A very common expression in English is “to shut the stable door after the horse has bolted”. This basically means going about a useless task, by trying to prevent something from happening, but doing this too late to prevent the damage from being done.
In a contemporary context, this brings to mind those people who start thinking about safe contraception … only after they have had sex. At this point, it is simply too late.
I get an impression that our government’s behaviour has been taken over by this post-coitus contraceptive mentality.
I have come to this conclusion because there are so many instances where the government promises to take action … but only after the horses, the donkeys, the zebras and the whole zoo has bolted and has already wreaked havoc.
I will limit myself just to a couple of examples.
Example 1: Over the years, successive Maltese governments have allowed Maltese public land and coastline to be taken over illegally by greedy and egoistic squatters. The examples of Armier Bay, of St Thomas Bay in Marsascala, of public land and pathways cordoned off so that hunters can practise their pastime is there for all to see.
After all this public land and coastline has been taken over, thanks also to the complicity and laissez-faire attitude of our various governments, in 2016 parliament passes through the law in defence of public domain. Scope of the law is to ensure that, amongst other things, the foreshore remains property of the public.
Alas, after so much coastline has been taken away illegally by greedy individuals or given away legally by the government to hotels, restaurants and other private establishments, how much coastline is there left for the Public domain law to defend?
Example 2: In 2015 the government had introduced a policy to relocate fuel stations away from village cores. A policy which makes sense because it is not only detrimental to one’s health to have toxic petrol fumes in the centre of a town or village but also because a potential fire or explosion could wreak havoc with the inhabitants.
However, environmental groups were quick to point out that the policy was seriously flawed (in my opinion, intentionally, to favour the usual business interests) since the relatively small petrol stations in inhabited areas were being replaced by gigantic fuel stations, 3000 sq,. metres in size and sometimes even more, replete with car wash, restaurants, shops etc., and all on ODZ land.
The environmentalists, we Greens at Alternattiva as well as many level-headed Maltese all started protesting at this sheer madness. But government ignored our voices. Fourteen applications for development in ODZ land were handed in. And we started seeing the permits being dished out for these business investments one by one: in Burmarrad, in Maghtab and what not.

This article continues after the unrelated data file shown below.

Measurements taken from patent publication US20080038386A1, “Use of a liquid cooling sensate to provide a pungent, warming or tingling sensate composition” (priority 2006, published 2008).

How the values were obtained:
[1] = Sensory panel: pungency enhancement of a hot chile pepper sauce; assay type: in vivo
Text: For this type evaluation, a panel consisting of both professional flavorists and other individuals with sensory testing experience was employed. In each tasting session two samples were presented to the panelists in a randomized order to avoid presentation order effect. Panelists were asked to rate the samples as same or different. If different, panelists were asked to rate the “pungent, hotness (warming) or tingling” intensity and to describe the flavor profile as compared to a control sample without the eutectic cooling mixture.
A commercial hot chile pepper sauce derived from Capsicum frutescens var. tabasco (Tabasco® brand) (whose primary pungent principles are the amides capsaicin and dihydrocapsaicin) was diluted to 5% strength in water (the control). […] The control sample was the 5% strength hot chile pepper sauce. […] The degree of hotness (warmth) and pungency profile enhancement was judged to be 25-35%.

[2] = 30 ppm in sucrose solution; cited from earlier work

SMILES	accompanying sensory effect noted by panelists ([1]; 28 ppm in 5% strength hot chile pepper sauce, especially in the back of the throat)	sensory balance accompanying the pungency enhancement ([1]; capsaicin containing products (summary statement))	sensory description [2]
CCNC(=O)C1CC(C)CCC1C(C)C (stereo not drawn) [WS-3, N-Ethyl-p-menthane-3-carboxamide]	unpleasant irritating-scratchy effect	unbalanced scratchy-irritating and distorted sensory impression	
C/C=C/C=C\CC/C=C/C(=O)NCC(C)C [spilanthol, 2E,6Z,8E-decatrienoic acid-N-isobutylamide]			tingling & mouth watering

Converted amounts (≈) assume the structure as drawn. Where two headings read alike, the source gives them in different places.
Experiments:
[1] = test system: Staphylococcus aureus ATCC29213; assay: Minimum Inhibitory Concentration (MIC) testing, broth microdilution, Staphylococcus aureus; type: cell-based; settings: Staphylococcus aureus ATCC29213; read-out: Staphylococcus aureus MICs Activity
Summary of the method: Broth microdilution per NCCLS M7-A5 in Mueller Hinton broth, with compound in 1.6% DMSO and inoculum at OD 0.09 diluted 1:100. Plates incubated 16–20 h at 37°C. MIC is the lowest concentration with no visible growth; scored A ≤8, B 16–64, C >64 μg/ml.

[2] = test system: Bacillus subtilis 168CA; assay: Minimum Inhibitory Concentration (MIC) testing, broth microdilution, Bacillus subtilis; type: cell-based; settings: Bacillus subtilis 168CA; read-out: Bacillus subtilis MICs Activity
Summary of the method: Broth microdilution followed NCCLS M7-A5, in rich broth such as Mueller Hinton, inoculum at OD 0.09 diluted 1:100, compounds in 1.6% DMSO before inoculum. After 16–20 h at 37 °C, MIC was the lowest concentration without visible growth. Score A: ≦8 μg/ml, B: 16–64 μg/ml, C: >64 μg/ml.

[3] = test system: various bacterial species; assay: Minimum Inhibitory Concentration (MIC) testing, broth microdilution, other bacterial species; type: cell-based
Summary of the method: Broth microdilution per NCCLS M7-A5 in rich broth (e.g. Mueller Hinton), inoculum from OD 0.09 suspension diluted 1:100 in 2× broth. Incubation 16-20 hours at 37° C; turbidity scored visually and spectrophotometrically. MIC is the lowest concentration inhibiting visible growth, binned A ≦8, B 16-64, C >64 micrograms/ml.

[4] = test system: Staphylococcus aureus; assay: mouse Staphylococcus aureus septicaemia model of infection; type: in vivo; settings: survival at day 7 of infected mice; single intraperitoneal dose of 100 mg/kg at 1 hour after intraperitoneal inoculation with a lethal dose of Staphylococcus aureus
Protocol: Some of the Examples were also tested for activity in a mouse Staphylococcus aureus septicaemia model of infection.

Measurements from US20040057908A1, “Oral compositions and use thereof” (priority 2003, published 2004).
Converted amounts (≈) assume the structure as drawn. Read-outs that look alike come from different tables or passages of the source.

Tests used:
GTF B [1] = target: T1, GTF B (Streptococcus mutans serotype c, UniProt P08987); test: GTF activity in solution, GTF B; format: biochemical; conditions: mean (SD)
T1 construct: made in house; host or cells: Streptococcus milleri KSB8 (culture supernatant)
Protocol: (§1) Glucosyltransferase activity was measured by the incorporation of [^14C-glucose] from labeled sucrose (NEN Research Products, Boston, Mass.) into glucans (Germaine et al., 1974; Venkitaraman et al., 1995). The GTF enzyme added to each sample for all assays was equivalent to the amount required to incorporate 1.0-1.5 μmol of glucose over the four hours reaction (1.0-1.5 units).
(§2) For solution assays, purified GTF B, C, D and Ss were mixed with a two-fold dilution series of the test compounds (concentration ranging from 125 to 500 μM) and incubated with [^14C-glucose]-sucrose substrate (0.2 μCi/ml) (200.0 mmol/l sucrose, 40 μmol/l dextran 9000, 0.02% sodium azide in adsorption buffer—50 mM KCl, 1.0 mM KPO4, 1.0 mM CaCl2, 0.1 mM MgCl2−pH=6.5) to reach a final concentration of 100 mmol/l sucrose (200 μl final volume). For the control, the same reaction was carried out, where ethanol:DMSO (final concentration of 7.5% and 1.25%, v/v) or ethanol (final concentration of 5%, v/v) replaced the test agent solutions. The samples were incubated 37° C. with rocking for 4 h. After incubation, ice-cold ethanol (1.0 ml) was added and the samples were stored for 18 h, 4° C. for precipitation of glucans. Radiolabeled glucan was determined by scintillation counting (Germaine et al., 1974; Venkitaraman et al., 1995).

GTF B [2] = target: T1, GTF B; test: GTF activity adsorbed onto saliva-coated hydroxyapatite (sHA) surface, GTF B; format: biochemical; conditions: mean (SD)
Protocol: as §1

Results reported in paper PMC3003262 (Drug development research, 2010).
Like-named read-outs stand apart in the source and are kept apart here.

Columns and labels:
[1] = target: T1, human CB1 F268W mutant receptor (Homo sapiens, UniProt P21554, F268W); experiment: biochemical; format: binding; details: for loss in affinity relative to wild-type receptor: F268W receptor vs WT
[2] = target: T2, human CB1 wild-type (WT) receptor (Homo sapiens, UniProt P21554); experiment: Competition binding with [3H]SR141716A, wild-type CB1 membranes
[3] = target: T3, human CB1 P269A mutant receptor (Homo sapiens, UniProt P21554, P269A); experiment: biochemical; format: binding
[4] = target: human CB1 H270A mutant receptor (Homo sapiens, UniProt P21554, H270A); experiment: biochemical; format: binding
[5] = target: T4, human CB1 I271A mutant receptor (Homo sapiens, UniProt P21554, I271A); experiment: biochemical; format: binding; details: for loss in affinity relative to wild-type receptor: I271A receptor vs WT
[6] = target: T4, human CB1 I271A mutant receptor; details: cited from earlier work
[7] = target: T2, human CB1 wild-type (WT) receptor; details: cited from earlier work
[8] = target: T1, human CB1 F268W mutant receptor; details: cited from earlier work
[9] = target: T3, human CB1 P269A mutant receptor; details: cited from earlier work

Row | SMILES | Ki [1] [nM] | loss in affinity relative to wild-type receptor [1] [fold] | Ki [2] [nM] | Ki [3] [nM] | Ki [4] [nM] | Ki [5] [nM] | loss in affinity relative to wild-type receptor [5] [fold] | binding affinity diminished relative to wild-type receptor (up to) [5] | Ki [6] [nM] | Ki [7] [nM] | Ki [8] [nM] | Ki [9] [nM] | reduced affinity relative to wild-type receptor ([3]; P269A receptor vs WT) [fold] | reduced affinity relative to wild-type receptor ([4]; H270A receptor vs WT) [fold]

In April this year, after the horses had bolted, Minister Herrera embarked on a damage limitation exercise by “pretending” he was working really hard to revise the 2015 policy. The aim of the revision, he said, was to safeguard ODZ land. Under the new rules fuel stations would have to be at least 1.5 kilometres away from each other and the footprint was being reduced to 2000 metres.
Of course, nobody in her/his right senses could disagree with this revision. However, one could immediately note the lack of goodwill to have it passed through and enforced immediately. In fact, the Minister was quick to point out that the pending 14 applications had to be examined according to the 2015 parameters!
The reason given was that laws could not be applied retrospectively. Of course, this is the norm. However, when the government and the PN opposition want to twist the rules to favour their catchment areas of voters, they simply have no problems: within a week, they introduced backdated laws in favour of band clubs and against the owners renting out the clubs and they introduced other backdated laws to favour fireworks factories operators.
So Herrera’s excuse that laws cannot be retro-active… is very selective.
And, to prove the ineffectiveness of the proposed revision of petrol station rules, just two months after the new rules were proposed, the Planning Authority approved of another massive petrol station on ODZ land in Luqa.
Basically, Minister Herrera proposes changes in April and the Planning Authority ignores him in May.
The lesson to be learnt, Minister Herrera, is that you have to stop proposing to people that they wear a condom after having had sex.
Prevention comes before the horses have bolted, and not after.
Published on the Malta Independent – 25 July 2018